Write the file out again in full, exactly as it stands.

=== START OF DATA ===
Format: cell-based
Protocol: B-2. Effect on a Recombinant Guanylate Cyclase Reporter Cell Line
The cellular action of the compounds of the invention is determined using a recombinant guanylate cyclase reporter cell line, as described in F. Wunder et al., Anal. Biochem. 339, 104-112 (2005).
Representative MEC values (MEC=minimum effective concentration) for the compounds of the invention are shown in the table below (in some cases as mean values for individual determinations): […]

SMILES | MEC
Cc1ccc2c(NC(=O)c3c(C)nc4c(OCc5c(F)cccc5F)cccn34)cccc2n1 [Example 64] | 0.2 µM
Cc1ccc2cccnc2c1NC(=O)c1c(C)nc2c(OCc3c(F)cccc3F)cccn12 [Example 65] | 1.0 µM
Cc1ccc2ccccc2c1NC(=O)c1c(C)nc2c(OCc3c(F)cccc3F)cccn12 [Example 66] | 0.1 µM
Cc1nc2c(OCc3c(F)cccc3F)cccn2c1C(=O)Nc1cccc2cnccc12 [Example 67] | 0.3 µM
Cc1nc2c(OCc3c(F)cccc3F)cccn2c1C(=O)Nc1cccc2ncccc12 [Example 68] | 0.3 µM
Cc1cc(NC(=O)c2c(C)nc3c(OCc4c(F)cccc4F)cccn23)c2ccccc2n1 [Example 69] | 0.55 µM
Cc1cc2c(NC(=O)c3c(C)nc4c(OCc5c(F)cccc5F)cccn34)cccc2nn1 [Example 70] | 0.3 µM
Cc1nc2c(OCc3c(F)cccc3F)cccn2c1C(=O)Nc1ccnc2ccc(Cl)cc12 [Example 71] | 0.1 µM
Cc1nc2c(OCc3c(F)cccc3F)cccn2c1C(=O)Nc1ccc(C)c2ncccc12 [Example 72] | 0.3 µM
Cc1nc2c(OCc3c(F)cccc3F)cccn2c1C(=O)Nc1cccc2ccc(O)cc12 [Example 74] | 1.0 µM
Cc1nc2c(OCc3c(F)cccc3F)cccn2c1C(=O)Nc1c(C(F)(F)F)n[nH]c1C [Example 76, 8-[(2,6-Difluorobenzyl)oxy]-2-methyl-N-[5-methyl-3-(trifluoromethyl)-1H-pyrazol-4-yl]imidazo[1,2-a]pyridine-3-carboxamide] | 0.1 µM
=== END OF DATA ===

Format: cell-based
Protocol: B-2. Effect on a Recombinant Guanylate Cyclase Reporter Cell Line
The cellular action of the compounds of the invention is determined using a recombinant guanylate cyclase reporter cell line, as described in F. Wunder et al., Anal. Biochem. 339, 104-112 (2005).
Representative MEC values (MEC=minimum effective concentration) for the compounds of the invention are shown in the table below (in some cases as mean values for individual determinations): […]

SMILES | MEC
Cc1ccc2c(NC(=O)c3c(C)nc4c(OCc5c(F)cccc5F)cccn34)cccc2n1 [Example 64] | 0.2 µM
Cc1ccc2cccnc2c1NC(=O)c1c(C)nc2c(OCc3c(F)cccc3F)cccn12 [Example 65] | 1.0 µM
Cc1ccc2ccccc2c1NC(=O)c1c(C)nc2c(OCc3c(F)cccc3F)cccn12 [Example 66] | 0.1 µM
Cc1nc2c(OCc3c(F)cccc3F)cccn2c1C(=O)Nc1cccc2cnccc12 [Example 67] | 0.3 µM
Cc1nc2c(OCc3c(F)cccc3F)cccn2c1C(=O)Nc1cccc2ncccc12 [Example 68] | 0.3 µM
Cc1cc(NC(=O)c2c(C)nc3c(OCc4c(F)cccc4F)cccn23)c2ccccc2n1 [Example 69] | 0.55 µM
Cc1cc2c(NC(=O)c3c(C)nc4c(OCc5c(F)cccc5F)cccn34)cccc2nn1 [Example 70] | 0.3 µM
Cc1nc2c(OCc3c(F)cccc3F)cccn2c1C(=O)Nc1ccnc2ccc(Cl)cc12 [Example 71] | 0.1 µM
Cc1nc2c(OCc3c(F)cccc3F)cccn2c1C(=O)Nc1ccc(C)c2ncccc12 [Example 72] | 0.3 µM
Cc1nc2c(OCc3c(F)cccc3F)cccn2c1C(=O)Nc1cccc2ccc(O)cc12 [Example 74] | 1.0 µM
Cc1nc2c(OCc3c(F)cccc3F)cccn2c1C(=O)Nc1c(C(F)(F)F)n[nH]c1C [Example 76, 8-[(2,6-Difluorobenzyl)oxy]-2-methyl-N-[5-methyl-3-(trifluoromethyl)-1H-pyrazol-4-yl]imidazo[1,2-a]pyridine-3-carboxamide] | 0.1 µM